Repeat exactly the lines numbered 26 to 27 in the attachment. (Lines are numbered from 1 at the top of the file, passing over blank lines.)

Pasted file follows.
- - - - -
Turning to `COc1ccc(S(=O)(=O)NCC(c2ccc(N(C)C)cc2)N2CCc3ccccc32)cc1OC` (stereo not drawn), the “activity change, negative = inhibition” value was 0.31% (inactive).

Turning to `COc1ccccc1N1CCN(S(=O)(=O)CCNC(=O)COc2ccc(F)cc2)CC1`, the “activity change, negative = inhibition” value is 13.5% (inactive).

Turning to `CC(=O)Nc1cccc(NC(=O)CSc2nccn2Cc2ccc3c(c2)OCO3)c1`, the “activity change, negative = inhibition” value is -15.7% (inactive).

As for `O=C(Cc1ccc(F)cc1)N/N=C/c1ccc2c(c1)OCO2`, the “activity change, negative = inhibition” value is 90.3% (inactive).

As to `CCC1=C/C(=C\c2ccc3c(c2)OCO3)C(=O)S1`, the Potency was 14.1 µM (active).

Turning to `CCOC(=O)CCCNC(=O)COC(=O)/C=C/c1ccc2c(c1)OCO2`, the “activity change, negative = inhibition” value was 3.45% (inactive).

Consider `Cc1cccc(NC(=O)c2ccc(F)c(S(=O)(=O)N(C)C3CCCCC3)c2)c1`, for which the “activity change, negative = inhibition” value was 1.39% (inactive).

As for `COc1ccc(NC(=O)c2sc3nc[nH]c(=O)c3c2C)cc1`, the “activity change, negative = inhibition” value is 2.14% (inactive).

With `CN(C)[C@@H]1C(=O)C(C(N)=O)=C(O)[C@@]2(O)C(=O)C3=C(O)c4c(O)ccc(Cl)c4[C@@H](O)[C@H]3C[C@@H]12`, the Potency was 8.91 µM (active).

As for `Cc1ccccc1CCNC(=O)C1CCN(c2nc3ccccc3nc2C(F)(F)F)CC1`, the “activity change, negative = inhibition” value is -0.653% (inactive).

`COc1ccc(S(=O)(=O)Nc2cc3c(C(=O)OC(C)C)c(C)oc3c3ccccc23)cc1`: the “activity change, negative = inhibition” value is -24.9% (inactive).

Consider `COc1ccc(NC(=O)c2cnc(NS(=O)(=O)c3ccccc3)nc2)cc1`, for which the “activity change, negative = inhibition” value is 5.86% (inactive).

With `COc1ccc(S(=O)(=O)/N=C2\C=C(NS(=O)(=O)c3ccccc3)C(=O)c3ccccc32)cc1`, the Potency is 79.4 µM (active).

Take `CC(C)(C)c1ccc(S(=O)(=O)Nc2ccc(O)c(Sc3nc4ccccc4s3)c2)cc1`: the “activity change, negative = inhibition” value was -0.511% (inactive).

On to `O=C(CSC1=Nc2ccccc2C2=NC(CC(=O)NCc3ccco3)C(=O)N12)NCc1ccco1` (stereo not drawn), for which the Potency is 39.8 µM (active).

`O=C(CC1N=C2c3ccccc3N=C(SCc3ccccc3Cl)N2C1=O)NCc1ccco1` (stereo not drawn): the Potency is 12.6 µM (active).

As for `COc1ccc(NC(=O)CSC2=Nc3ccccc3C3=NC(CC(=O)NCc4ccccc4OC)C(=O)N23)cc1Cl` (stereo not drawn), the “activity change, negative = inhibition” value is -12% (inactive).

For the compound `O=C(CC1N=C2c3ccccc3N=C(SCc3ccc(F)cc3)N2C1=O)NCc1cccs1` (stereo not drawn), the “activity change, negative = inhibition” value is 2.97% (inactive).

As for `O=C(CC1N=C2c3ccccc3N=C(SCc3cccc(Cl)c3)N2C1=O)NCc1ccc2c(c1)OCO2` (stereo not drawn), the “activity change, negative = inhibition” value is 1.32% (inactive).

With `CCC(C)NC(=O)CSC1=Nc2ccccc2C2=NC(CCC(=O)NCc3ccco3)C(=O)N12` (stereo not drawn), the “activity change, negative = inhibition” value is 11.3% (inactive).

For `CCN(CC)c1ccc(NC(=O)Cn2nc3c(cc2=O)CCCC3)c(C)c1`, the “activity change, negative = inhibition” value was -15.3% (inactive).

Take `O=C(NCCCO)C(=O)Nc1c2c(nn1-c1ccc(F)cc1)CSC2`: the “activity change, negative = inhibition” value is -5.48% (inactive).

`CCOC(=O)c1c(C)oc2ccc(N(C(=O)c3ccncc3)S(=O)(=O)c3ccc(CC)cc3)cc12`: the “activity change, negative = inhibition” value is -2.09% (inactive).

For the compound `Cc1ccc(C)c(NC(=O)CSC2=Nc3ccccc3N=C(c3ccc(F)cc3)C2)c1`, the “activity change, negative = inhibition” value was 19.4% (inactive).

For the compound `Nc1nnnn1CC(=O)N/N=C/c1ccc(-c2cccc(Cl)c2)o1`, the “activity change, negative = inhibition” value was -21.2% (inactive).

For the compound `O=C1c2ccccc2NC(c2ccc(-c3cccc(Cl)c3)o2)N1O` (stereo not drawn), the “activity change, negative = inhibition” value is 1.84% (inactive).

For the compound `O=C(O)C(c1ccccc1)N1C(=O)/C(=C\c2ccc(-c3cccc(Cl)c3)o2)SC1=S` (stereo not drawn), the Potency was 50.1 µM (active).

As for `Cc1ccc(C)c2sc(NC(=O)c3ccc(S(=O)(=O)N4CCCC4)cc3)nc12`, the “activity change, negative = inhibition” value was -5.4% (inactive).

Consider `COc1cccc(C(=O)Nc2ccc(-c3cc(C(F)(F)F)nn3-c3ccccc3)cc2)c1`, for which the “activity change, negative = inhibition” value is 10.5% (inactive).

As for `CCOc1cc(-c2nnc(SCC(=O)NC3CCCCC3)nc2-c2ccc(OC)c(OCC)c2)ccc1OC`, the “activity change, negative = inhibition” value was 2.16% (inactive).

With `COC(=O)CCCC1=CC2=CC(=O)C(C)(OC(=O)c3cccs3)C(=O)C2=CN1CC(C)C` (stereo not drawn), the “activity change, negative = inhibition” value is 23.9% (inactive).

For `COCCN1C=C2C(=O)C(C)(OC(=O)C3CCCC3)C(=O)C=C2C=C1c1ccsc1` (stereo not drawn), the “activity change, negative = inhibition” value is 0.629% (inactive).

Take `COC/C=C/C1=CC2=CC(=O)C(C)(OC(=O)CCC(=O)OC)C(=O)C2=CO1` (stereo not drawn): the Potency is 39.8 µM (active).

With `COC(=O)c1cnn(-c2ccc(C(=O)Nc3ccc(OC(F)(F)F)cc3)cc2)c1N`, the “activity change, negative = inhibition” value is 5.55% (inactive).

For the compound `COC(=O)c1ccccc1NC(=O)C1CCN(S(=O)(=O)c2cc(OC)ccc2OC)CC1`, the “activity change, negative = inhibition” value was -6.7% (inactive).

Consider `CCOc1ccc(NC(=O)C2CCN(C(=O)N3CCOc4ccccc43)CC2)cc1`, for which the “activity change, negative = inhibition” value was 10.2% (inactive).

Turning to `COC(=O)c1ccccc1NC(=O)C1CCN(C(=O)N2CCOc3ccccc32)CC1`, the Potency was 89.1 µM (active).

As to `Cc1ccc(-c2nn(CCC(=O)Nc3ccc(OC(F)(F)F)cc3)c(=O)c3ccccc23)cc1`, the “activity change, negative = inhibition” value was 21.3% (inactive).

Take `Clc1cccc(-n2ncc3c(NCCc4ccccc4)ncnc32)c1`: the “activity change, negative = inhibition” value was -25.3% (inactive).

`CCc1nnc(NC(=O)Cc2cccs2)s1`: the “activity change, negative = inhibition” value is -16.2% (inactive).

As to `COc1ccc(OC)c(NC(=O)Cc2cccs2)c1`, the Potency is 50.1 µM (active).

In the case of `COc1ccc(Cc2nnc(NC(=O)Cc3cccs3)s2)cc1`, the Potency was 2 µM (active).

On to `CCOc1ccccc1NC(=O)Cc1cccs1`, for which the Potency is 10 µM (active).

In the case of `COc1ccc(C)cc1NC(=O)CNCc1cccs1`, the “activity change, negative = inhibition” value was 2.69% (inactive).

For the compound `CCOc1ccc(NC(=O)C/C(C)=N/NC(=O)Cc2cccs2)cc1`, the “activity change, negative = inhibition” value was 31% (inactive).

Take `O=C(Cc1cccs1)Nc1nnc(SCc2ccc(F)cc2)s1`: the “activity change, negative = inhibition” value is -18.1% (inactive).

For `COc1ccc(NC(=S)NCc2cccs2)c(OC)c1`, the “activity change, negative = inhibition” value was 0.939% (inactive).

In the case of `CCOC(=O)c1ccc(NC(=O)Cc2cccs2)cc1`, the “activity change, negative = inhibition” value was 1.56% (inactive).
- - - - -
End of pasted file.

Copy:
For the compound `O=C1c2ccccc2NC(c2ccc(-c3cccc(Cl)c3)o2)N1O` (stereo not drawn), the “activity change, negative = inhibition” value is 1.84% (inactive).

For the compound `O=C(O)C(c1ccccc1)N1C(=O)/C(=C\c2ccc(-c3cccc(Cl)c3)o2)SC1=S` (stereo not drawn), the Potency was 50.1 µM (active).